Updating The Source Code
There are a few things that we will want to change before pushing this Blueprint up to AutoCloud and publishing it for folks to use. Firstly, let's go ahead and update the instructions for how to use the Blueprint since as they are currently, they don't make a whole lot of sense to expose to the end user. In your code editor, go down to line 495 and read them, they should look this.
As we can see this message is for you the cloud expert doing this tutorial, and is probably not the message we want to share with someone who wants to use the Blueprint to generate an S3 Bucket. Let's go ahead and delete the instructions that exist currently between lines 495-497 and replace them with the following:
Your code should now look like this:
While we're at it, let's update the author as well as the description of the blueprint, here is what they currently look like on lines 492 and 493:
Change the author to your email address, and update the description to be more terse so it says Create an AWS S3 Bucket
The author is the person who gets notified when the Blueprint is used, and that description is now easier for your users to understand. Let's go ahead and make a couple more changes. Currently, the name of the Bluerpint that will be displayed to users is "[Getting Started] KMS Encrypted S3 Bucket" as we can see on line 487.
Let's remove the "[Getting Started]" part, and just shorten the name to "AWS S3 Bucket" since our end users probably don't know or care about what KMS is. Your code should look like this:
Next, we're going to head up to the top of the file and look at the Namespace variable whose configuration starts on line 61.
This Namespace variable is the code responsible for rending the element of the form that we previously used.
Unless you work at AutoCloud, you probably don't want the value = "autocloud" on line 68 so let's go ahead and change the code on line 68 to be the name of your organization.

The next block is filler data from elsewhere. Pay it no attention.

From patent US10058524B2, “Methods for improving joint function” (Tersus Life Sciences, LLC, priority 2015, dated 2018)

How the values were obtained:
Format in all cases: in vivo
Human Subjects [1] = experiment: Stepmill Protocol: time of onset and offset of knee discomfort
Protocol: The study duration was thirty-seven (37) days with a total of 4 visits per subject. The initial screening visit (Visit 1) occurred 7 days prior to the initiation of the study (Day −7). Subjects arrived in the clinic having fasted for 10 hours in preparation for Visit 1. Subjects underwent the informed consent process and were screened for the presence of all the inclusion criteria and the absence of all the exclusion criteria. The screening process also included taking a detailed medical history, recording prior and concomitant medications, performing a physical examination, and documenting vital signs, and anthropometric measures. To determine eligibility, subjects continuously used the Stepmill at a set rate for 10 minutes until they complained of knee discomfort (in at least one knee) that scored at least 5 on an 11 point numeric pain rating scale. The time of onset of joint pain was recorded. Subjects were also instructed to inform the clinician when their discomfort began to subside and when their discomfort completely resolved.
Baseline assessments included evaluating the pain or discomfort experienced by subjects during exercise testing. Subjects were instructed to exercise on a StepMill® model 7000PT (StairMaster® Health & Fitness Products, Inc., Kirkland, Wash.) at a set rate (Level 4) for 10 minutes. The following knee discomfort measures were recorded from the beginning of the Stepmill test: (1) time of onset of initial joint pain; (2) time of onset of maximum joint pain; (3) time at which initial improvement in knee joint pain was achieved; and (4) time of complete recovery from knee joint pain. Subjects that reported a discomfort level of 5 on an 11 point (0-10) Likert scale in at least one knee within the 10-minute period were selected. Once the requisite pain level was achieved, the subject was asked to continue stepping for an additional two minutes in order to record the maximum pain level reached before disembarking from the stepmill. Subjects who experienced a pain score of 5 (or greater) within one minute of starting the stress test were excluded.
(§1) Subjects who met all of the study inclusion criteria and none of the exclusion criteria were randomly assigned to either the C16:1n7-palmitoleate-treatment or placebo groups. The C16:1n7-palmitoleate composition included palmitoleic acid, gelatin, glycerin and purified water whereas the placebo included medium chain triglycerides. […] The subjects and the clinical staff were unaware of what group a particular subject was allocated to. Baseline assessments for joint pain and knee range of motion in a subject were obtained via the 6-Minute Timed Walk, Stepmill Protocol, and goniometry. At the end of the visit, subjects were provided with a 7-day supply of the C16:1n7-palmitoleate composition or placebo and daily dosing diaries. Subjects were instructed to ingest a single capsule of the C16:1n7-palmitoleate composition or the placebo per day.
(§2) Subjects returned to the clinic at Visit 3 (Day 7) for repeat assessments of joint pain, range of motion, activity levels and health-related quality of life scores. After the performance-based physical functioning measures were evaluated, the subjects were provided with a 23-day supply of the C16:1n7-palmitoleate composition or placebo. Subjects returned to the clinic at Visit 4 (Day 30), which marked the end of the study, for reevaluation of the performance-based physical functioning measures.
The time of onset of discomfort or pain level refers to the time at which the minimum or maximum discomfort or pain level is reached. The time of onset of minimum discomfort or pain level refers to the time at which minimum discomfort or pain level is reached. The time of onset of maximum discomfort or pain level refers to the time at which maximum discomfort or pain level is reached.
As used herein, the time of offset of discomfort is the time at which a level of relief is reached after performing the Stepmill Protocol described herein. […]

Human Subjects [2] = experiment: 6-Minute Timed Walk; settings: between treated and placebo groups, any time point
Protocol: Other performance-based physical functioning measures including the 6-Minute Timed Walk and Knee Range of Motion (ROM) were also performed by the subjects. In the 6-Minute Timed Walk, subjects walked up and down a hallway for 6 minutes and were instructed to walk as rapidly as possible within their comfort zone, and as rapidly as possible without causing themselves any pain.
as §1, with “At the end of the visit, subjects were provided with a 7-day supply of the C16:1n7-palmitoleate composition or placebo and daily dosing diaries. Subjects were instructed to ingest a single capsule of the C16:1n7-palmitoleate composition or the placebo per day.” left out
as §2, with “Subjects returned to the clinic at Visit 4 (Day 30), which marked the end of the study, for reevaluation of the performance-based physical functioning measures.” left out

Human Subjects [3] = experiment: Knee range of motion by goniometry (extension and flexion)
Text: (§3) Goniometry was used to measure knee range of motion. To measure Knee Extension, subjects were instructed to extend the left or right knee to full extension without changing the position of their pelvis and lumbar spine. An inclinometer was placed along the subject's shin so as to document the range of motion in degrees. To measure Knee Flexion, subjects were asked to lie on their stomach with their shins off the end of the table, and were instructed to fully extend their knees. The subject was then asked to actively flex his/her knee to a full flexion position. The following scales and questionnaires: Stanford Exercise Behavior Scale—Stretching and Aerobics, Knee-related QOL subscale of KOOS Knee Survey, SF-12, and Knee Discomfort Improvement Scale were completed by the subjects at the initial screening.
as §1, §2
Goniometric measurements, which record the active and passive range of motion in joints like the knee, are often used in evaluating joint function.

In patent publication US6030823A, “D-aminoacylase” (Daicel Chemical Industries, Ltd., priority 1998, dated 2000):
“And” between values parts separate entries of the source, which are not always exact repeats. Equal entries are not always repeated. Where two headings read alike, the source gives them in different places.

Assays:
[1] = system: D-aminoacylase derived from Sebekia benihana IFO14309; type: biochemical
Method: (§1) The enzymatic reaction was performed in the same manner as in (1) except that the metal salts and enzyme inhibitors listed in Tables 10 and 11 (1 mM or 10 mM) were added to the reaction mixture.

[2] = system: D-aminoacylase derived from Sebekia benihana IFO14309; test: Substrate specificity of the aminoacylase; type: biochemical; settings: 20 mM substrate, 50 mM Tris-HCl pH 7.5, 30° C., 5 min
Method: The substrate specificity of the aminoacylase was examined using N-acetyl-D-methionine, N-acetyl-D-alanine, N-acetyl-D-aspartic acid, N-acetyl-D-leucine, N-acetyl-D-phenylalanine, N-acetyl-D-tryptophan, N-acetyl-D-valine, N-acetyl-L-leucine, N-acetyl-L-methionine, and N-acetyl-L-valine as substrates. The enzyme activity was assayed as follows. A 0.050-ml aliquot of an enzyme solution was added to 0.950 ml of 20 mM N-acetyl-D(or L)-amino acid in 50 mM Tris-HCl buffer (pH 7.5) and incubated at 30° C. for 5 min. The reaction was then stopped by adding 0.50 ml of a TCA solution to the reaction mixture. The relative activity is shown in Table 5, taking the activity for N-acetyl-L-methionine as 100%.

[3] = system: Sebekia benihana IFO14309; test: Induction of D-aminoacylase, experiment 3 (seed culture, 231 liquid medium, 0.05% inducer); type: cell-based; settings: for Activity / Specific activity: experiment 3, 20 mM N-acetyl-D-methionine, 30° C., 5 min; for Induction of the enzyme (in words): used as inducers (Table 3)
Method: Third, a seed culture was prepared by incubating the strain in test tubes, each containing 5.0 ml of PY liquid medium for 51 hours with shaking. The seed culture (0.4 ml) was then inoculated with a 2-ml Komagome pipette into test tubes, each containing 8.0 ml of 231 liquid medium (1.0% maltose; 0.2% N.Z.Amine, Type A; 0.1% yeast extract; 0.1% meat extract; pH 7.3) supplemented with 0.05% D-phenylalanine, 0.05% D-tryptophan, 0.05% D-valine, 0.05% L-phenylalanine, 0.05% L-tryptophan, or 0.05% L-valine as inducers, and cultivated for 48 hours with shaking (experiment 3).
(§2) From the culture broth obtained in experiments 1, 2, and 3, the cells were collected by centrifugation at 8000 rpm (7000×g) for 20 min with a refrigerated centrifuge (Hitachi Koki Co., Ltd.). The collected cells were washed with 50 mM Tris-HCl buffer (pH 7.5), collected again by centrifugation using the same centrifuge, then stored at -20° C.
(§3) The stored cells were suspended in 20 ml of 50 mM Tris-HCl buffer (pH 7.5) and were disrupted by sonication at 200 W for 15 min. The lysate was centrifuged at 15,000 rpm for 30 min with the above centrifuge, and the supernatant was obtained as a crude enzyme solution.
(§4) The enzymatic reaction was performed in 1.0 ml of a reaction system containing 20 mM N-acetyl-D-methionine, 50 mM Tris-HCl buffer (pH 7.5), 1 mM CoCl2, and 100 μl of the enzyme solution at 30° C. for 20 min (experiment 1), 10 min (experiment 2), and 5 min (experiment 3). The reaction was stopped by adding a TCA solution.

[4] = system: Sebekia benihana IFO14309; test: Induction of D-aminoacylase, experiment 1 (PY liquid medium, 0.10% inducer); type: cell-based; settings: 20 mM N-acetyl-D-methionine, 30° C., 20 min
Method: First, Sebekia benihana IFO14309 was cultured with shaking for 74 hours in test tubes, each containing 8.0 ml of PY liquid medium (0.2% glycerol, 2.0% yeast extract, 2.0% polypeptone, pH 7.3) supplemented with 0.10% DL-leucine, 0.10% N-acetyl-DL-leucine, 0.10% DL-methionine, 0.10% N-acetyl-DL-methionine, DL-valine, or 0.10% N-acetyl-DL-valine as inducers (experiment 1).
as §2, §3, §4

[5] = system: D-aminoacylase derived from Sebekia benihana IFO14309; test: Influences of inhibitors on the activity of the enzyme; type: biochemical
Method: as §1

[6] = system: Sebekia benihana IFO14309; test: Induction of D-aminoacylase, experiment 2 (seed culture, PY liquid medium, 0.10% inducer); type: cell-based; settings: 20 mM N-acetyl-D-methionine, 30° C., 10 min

There is one last thing we're going to do before we push up this Blueprint to AutoCloud and test it. Currently, the form that we are presenting to end users has 6 different inputs but only three of these - Environment, Name, and Tags are editable. Namespace, Key Alias, and S3 Bucket Name are all read-only, with the latter two values being computed dynamically depending on the value of the Name input entered by the user. Here is what the form would look like if we were to use it right now:
Given that we're trying to make things simple for our users, let's make the form shorter and hide these read-only inputs referring to the specific AWS resources (questions #4 and #5 in the form above).
Start by hiding the Key Alias . Scroll up to line 146 and let's unpack a few concepts to help you understand what's happening:
Firstly, line 146 declares an autocloud_module resource called kms_key. If you were wondering how Blueprints reference the Terraform modules they build upon this is how. On line 137, we give the module we're using a name, which in this case is cpkmskey and on line 138, we have the module source which is just an open-source CloudPosse module from the public Terraform registry. Lastly, on line 139, we're selecting the version of the module we want, which in this case is 0.12.1.
We can also see the alias variable definition on line 171. Specifically, the name field on 172.
Head down to the bottom of the file where we put together the complete blueprint configuration and take a look at the omit_variablesdecleration on line 406:
This is the place where we can hide any variable we don't want the user to see, so let's add KMS Key section to line 457, and add the alias variable name like so:
If we were to now use the form, there would now only be 5 total inputs visible to the end user as Key Alias is now hidden. Don't worry, the Blueprint is still using this variable under the hood to do what it needs to do, but we've abstracted it away so the end user doesn't have to see it. Let's go ahead and repeat the process for S3 Bucket Name input.
Scroll up to line 242. Just as was the case with the KMS Key module, here we declare an autocloud_module resource called s3_bucket and set its configuration. Once again, we're using an open-source CloudPosse module:
Directly below on line 234, we're once again creating an "autocloud_blueprint_config" data object and calling it "s3_bucket" to match the above resource name.
Line 319 is where we're declaring the variable for the S3 Bucket Name and line 320 is where the name we need is being set. Copy the s3.variables.bucket_name and scroll down to line 446.
Paste s3.variables.bucket_name onto line 475 like so:
That's it, our Blueprint is now ready. Once you’ve made your changes, make sure to save the main.tf file so our changes take effect. Feel free to explore this file in more detail yourself, it’s very well documented and there is a world of possibility in terms of how Blueprints like this one can be configured. You can also view our Terraform provider documentation which explains all of the syntax in the main.tf file.
Let's now move on and push our Blueprint up to AutoCloud.